About Me

My photo
Born in Santa Monica, California, I was raised in the small bedroom community of Sunkist Park that borders Culver City, Playa del Rey, Mar Vista and Venice. I attended Venice High School, West LA Community College and California Institute of the Arts. My studies included English, English Literature, Poetry, Creative Writing, Choir, Classical Voice, Shakespeare, Musical Theater, Television and Film Acting and Art History. In 1980, I relocated to the Pacific Northwest and in 1982 I married Kurt Wolf in Corvallis, Oregon. During the course of our long journey together, I have remained devoted to not only my husband, but to my friends and family, and the arts. What defines me most is my passion for expression through art. I’m an avid reader, writer and poet.I also enjoy painting and photography. Additionally, some folks consider me a pretty good cook.

Email Susie Rosso Wolf

If you have any questions about "New Prairie Woman", "Saving Susie", my "Phoetry", Montana, or writing in general, please email me directly at: GrumpySusie@msn.com — Looking forward to hearing from you. I hope you enjoy "New Prairie Woman". ~ Susie

Sunday, December 18, 2011

09.S03 Chapter Nine, Snippet Three

Cutter, Lilly and Dinky -  Walking on the Prairie, October 2006.


New Prairie Woman
Susie Rosso Wolf
Chapter Nine, con't


We sat and talked for a few minutes while the dogs slept at our feet then Brenda stood up and walked to the door. “Do ya wanna come over to the house to visit me and April and the baby? I’m gonna make some breakfast burritos.”
“Sure, that sounds good! Is the washing machine empty? I need to run a load if it’s okay?”
 “I don’t really know Sue, I think April has baby clothes in there from last night but we can check it out.”
“Oh, that’s okay I can always run into Three Forks to use the laundry matt.”
“Come on you old lady, get up and come with me, I’m hungry.”
I grabbed my cell phone off the little kitchen table as we walked out the door, hoping I would hear from Kurt if indeed there actually was a storm coming in. As we walked out the door I grabbed the two water jugs and dropped them off at the water hydrant on the way to the back door. Inside the house April was tending to Bella so we walked softly and quietly through the hallway past her bedroom suite trying to be quiet by chance Bella was napping again. But there was a loud distinct “Mom!” coming from the nursery inside the bedroom.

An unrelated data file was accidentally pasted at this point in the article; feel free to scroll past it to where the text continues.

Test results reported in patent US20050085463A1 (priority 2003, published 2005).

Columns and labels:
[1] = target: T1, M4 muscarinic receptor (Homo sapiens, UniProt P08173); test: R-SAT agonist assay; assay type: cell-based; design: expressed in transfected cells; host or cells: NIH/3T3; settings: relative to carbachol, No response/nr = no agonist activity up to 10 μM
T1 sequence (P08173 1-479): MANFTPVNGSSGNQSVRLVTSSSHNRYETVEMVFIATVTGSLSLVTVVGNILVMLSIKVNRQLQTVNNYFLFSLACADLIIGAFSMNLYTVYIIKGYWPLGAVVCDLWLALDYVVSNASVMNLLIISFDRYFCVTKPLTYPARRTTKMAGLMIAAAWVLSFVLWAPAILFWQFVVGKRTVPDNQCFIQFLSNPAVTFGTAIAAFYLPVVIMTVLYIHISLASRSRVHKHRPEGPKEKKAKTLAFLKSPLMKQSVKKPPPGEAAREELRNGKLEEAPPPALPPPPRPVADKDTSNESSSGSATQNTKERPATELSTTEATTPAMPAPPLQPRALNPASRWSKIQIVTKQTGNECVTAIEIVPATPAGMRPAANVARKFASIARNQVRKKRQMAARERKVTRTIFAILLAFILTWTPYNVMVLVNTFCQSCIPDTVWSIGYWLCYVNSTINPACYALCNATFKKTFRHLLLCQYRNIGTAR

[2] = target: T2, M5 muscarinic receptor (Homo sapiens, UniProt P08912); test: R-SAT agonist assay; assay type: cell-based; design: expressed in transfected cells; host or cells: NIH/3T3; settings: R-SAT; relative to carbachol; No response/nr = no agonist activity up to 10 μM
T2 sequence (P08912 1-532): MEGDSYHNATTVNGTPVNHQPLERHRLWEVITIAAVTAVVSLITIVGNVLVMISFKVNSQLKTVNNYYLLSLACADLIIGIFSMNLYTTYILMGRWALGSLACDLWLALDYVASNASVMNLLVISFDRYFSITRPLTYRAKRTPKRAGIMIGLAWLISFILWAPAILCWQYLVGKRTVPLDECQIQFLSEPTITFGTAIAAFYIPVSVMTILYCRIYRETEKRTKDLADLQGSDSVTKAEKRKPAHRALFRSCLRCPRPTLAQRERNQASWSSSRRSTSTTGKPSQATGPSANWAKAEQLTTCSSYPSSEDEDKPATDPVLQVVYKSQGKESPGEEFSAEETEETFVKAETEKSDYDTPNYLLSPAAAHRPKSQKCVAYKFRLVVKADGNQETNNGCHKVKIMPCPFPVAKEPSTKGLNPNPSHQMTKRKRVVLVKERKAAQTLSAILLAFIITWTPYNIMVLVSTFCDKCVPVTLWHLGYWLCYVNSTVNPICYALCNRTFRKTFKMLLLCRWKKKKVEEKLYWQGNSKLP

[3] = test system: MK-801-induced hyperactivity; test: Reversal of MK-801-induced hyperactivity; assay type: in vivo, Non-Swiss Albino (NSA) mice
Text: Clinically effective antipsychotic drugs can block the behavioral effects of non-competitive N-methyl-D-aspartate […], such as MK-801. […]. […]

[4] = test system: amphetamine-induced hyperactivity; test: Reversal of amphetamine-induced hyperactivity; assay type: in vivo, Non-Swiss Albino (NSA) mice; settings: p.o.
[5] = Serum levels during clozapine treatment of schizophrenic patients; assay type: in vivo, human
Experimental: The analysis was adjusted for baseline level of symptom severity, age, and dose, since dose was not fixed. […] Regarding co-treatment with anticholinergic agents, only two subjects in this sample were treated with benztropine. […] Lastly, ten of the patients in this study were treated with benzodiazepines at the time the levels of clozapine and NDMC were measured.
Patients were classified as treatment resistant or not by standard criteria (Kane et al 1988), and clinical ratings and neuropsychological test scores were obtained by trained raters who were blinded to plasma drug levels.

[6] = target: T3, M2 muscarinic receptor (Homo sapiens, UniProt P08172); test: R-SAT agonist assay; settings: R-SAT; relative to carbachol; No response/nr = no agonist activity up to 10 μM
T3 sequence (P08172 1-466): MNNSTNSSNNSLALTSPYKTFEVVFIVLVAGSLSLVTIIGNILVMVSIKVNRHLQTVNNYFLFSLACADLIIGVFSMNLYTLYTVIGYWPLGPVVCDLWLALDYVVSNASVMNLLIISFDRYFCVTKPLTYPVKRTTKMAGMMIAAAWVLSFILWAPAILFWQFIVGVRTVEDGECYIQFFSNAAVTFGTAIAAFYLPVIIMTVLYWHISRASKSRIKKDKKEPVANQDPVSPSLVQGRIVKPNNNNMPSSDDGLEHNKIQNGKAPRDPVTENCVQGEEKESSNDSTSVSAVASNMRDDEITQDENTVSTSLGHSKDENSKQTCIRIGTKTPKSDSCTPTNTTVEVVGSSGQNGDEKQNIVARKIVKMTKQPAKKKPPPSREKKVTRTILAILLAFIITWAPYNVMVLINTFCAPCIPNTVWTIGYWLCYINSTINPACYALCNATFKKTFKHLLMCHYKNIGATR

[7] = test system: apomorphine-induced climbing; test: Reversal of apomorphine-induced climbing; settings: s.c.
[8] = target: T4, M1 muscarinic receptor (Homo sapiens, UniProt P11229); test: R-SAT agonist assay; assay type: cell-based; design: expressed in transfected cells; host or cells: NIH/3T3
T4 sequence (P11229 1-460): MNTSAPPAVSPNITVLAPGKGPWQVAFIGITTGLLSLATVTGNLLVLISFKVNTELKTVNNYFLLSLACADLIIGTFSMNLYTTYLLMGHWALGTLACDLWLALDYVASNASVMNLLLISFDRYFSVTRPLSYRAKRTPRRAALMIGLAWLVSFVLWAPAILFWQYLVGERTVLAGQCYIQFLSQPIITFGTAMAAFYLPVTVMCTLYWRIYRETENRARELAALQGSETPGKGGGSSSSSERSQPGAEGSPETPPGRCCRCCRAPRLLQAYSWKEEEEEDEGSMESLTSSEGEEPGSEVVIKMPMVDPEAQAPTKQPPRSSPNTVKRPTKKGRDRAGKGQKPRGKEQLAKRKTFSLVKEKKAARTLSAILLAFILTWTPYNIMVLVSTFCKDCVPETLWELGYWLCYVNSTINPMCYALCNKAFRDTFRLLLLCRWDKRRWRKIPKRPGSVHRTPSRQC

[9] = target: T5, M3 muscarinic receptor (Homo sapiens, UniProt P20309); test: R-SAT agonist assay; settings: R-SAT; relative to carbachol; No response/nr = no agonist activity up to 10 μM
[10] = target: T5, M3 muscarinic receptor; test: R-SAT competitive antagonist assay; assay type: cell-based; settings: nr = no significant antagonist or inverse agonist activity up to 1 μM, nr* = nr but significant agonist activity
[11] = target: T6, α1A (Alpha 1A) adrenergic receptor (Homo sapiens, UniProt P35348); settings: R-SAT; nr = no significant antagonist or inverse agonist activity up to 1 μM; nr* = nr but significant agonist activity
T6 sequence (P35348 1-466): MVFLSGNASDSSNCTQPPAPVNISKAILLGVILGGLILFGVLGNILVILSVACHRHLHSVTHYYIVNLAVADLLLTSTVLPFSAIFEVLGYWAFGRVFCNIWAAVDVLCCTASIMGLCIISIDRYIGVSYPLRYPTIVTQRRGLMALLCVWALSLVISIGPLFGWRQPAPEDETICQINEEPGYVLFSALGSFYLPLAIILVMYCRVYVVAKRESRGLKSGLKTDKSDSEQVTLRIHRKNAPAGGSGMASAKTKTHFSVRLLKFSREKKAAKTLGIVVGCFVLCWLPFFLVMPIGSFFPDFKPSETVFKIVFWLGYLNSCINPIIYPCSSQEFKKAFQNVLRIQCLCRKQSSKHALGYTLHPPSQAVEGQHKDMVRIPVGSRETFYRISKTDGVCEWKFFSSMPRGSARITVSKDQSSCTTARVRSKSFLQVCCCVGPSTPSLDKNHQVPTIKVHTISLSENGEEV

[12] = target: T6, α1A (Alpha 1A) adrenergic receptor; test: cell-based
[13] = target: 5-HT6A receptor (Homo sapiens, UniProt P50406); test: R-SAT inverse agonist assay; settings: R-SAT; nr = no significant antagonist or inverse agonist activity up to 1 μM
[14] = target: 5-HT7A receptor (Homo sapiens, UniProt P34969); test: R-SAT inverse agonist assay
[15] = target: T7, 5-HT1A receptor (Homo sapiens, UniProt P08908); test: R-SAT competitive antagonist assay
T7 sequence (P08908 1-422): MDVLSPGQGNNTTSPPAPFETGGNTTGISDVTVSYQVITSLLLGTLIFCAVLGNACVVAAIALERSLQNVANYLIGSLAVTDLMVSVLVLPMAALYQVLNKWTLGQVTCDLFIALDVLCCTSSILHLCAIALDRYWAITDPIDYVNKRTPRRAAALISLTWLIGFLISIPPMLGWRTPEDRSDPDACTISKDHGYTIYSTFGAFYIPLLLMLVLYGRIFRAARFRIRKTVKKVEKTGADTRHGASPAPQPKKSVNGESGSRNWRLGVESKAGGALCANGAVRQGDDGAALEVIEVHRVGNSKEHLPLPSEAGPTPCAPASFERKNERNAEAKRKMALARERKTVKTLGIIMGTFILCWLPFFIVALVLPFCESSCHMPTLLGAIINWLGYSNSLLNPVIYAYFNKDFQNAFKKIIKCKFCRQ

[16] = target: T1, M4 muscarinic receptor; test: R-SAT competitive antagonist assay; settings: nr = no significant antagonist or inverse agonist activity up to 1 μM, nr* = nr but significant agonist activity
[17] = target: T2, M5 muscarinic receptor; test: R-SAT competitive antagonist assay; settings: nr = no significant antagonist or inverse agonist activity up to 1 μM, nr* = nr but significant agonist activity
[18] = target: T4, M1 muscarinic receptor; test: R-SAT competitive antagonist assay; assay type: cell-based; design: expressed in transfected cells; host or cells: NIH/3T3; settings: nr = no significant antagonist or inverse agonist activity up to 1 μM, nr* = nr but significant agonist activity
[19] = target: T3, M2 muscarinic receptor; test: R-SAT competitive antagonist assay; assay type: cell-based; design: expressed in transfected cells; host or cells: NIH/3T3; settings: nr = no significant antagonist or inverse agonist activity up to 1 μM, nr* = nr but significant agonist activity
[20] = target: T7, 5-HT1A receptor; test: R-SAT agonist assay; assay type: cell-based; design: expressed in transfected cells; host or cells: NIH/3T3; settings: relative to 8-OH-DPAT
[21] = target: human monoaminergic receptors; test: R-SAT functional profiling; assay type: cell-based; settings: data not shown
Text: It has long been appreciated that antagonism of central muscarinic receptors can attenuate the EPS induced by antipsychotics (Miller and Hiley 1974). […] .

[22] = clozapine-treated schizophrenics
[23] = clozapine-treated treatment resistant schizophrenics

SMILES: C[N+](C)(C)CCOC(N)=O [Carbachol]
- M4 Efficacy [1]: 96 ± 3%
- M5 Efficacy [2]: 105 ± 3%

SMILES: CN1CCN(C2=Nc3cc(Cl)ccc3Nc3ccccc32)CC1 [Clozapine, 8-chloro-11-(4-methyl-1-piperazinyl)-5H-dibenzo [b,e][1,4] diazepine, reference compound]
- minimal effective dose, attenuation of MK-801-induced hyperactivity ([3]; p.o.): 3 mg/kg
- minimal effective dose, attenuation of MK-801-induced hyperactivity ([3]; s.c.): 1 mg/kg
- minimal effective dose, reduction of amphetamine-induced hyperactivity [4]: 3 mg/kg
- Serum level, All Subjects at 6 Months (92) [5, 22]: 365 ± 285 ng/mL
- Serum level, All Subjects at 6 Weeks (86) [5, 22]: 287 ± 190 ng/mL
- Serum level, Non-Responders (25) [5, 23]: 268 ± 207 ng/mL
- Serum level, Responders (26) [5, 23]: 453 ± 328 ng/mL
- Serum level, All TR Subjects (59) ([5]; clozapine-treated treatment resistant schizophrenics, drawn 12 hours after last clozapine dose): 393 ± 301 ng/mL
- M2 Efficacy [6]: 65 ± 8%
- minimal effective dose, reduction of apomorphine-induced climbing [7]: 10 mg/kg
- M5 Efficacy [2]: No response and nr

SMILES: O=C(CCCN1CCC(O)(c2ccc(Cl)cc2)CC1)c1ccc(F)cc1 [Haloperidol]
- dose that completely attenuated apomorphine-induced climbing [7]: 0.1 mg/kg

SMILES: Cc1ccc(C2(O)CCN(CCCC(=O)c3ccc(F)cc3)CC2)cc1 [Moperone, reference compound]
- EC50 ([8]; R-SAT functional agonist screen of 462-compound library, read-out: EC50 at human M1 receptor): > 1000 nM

“Whatdayawant?” Brenda asked as she slurred all of the words together in her deepest North Carolina accent.
“I’m hungry!”
“I know, hang in there something’s coming soon, hang on to your panties, woman!”
“Ah! Such love between you two,” I said.
“Aunt Susie? Is that you?”
“Indeed, it is.”
“Come and see the baby!” I walked into the bedroom suite to see my great niece lying on her back on the bed and April standing over her changing her diaper. She was so beautiful, and growing. Her eyes were darting around the room and she smiled as I sang to her the little song I had created for her alone, “Miss Bella oh Miss Bella your beauty oh so rare!” Bella laughed again, a tiny little new baby laugh and my heart beat fast as I watched her squirm while April dressed her in an infant nighty.
Brenda’s breakfast burritos were delicious and I devoured two but could have stuffed three in my mouth. Since we had moved to Montana Kurt and I were famished all the time because of the hard work we were doing across the road to prepare our land for the upcoming build of Kurt’s work shop/garage and the house, and because of all of the walking back and forth, to and from the land to the trailer and to Rob’s house. We were both burning calories and it was challenging to cook in the trailer without water. So we went without proper meals sometimes, only ate snacks and pastries and fast fried food from Three Forks Market’s service deli. In Three Forks, there wasn’t a drive thru to dine at, not one. No Taco Bell, Burger King and certainly not a McDonald’s. Feeding ourselves was my daily responsibility and most dreaded challenge in our tiny little trailer kitchen.